Be the Advocate Your Art Deserves: 4 Ways to Better Document Your Work

Documentation of On the Impossibility of Freedom in a Country Founded on Genocide and Slavery, a performance by Dread Scott, 2014. Produced by More Art. Photography by Mark Von Holden Photography (c) Dread Scott

Documentation of On the Impossibility of Freedom in a Country Founded on Genocide and Slavery, a performance by Dread Scott, 2014. Produced by More Art. Photography by Mark Von Holden Photography (c) Dread Scott

An effective marketing strategy keeps one truth at its heart – it’s all about relationships.
The goal of marketing your work is not to suddenly act like a used car salesman, but instead to facilitate the conversation between your work and your audience.

On October 13th, artist Dread Scot will be leading our Creating a Marketing Strategy webinar. Pulling from his long and storied career, (He once had former President George H. W Bush call his work ‘disgraceful’), Dread Scott will be sharing actionable tools and tactics for artists to create a marketing strategy that allows them to leverage their work into a greater conversation. Register Here

Your words and your documentation are critical to a marketing strategy that speaks truthfully and effectively about your work. Having your own documentation puts the power of representing your art in your hands. This is so important because as Dread wisely shares,“We can’t make everyone like our art, but we can represent our work accurately so people can make an informed decision about it.”

To that end, Dread stresses the importance of artists treating the documentation of their work with the same seriousness and creativity that they devote to the work itself.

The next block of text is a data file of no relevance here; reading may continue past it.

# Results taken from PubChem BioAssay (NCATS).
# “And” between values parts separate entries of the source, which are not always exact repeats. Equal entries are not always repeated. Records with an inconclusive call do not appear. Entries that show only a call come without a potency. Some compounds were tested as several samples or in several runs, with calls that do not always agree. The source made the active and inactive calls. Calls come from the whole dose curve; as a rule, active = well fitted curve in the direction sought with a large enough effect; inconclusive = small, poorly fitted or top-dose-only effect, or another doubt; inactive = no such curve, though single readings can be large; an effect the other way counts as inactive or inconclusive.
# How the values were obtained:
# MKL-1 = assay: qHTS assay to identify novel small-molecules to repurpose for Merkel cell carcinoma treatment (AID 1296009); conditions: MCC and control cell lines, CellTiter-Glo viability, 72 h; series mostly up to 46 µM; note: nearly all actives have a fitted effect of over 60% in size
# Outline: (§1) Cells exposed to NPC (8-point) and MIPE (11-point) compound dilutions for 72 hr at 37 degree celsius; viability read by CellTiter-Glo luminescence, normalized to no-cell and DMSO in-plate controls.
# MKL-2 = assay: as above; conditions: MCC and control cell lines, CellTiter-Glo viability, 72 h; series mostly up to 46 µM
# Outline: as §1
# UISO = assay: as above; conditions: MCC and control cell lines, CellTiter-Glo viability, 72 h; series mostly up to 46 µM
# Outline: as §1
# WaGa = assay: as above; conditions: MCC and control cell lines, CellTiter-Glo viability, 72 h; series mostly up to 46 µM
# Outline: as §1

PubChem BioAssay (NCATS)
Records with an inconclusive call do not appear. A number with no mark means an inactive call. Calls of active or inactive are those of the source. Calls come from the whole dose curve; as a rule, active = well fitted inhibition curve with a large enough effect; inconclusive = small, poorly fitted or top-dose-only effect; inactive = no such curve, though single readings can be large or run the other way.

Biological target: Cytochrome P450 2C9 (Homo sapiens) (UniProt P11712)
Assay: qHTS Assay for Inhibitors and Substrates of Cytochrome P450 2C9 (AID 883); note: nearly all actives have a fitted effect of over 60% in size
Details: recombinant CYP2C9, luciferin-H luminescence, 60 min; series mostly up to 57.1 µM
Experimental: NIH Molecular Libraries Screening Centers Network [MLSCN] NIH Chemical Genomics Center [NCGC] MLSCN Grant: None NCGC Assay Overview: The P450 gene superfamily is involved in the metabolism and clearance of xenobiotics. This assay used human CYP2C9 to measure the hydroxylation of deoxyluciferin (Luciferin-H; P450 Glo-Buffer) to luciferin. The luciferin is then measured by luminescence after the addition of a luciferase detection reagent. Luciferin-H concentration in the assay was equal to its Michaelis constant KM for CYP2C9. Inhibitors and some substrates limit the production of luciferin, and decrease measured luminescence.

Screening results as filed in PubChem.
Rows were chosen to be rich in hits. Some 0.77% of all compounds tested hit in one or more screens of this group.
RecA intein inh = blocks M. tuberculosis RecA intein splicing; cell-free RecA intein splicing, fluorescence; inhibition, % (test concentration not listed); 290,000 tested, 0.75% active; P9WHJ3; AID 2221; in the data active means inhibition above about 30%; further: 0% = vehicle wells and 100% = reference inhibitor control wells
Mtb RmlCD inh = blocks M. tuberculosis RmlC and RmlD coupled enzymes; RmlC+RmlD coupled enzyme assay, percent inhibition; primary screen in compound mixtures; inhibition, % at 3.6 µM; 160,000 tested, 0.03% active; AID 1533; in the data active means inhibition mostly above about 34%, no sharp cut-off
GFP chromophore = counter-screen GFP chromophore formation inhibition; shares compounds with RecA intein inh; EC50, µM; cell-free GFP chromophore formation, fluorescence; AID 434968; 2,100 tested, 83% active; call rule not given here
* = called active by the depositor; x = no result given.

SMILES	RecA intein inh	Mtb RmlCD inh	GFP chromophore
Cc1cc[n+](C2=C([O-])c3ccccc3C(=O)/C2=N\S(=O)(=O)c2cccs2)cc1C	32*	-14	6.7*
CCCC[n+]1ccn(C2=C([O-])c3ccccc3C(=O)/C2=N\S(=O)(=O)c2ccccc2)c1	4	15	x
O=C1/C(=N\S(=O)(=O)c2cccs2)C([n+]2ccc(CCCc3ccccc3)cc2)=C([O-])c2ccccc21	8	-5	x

Document Better: Art Directing Your Images

  1. Set up a dramatic action shot
    1. If movement or participation is key to the essence of your work, that should come through in your documentation.
  2. Include a person in the image for a sense of size and scale
    1. For visual artists it can be difficult to create the physical experience of engaging with a work in a single image, but alluding to the scale of the piece can give those who can’t engage with the work in person an idea.
  3. Rearrange the installation so important elements are in a single shot
    1. Pulling things closer together can give viewers a feel for the “wholeness” of the live experience.
  4. Video clips that convey the essence of a longer work.
    1. For literary artists in particular, a short video of you or another person reading a passage or chapter of your work can serve as an effective type of documentation.

Effective images are only half of the work however. Images need to be coupled with clear and engaging description to do their best work. Elements that can’t be easily appreciated visually – like the significance of a particular material, or the importance of the space itself should be communicated.

You are the single best advocate for your work, and taking the time to ensure that your work is documented in ways that authentically convey the ideas and purpose behind your art will make promoting and marketing your work that much easier, authentic and effective.

For more in-depth conversation around effective documentation, as well as the all the other important components of an effective marketing strategy. Join Creative Capital and Dread Scott on Thursday October 13th for our Creating a Marketing Strategy webinar. 

Register Now

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